October 26, 2011 Leave a Comment
Rokeya Sakhawat Hossain was born into a Bengali Muslim upper-class family in the small village of Pairaband in the district of Rangpur, north of present day Bangladesh, then a part of the colonial British province of Bengal Presidency. Her date of birth is not known. However, a nephew of hers posits Dec. 9, 1880.
Her mother was Rahatunnessa Sabera Chowdhurani, the first of four wives. Not much is known of her except that she strictly followed purdah as Rokeya mentioned in dedicating to her The Secluded Ones, some humorous essays that expose some ridiculous consequences of the practice of Purdah. Her father was Zahiruddin Mohammad Abu Ali Saber, a well-educated, influential landowner whose massive estate was a stronghold for the traditional way of life. Rokeya had two brothers (Abul Asad Ibrahim Saber and Khalilur Rahman Abu Jaigam Saber) and two sisters (Karimunessa and Humaira). Being boys, her brothers were first educated at home (as was the tradition) then sent to St. Xavier’s, one of Calcutta’s most prestigious colleges. Rokeya and her sisters only received traditional education at home. As it was the tradition in high-class Muslim families, girls learned to read Arabic (so as to be able to read the Koran) and Urdu (in order to read the popular books on “feminine” conduct). They were kept from learning Bengali and English precisely because they were spoken by non-Muslims as well. This was one way of keeping these women from being “contaminated” by the radical ideas from outside their religio-economic group. Going against the grain, Rokeya’s oldest brother, who was exposed to Western education, was in favor of educating women. He secretly taught Rokeya English and Bengali at home.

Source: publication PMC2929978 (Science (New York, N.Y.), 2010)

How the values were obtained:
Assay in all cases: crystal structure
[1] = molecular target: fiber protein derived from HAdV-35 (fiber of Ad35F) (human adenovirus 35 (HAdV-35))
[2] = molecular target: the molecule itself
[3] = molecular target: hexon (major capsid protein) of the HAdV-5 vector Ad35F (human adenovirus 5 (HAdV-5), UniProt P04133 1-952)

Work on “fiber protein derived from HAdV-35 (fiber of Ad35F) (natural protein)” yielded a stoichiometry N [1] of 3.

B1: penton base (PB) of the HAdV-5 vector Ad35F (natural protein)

In 1896, Ibrahim was instrumental in the family marrying off Rokeya at age 16 to a widower in his late 30′s, Syed Sakhawat Hossain, who was then a district magistrate in the Bihar region of Bengal Presidency. Ibrahim was impressed with Syed’s open-mindedness. Syed was educated both locally and in London. Rokeya and her husband settled in Bhagalpur, Bihar. None of her children lived. Syed, who was convinced that the education of women was the best way to cure the ills of his society, encouraged his all-too-willing wife to write, and set aside 10,000 rupees to start a school for Muslim women. In 1909, 11 years after they had been married, Syed died and Rokeya immediately started the school in Bhagalpur in his memory.
In 1910, a feud over family property with her step-daughter’s husband caused her to close down the school in Bhagalpur, abandon her house, and move to Calcutta where she re-opened the Sakhawat Memorial Girls’ School on March 16, 1911. The number of students went from 8 in 1911 to 84 in 1915. In 1917, the school was inspected by Lady Chelmsford, wife of the Governor General and Vicerory of India. After that, prominent people supported the school. By 1930, the school had evolved into a high school (10 grades) where Bengali and English were regular courses. In Calcutta, she became very involved in civil affairs. In 1916, she founded the Anjuman-e-Khawatin-e-Islam, Bangla (Bengali Muslim Women’s Association). In 1926, Rokeya presided over the Bengal Women’s Education Conference held in Calcutta. She was active in debates and conferences concerning the advancement of women until her death in December 9, 1932, shortly after presiding over a session during the Indian Women’s Conference in Aligarh. Her death was grieved by many male and female Hindu and Muslim activists, including educators as well as liberal leaders of her country. In December of 1932, Rokeya was working on an essay entitled Narir Adhikar (The Rights of Women) which remained unfinished.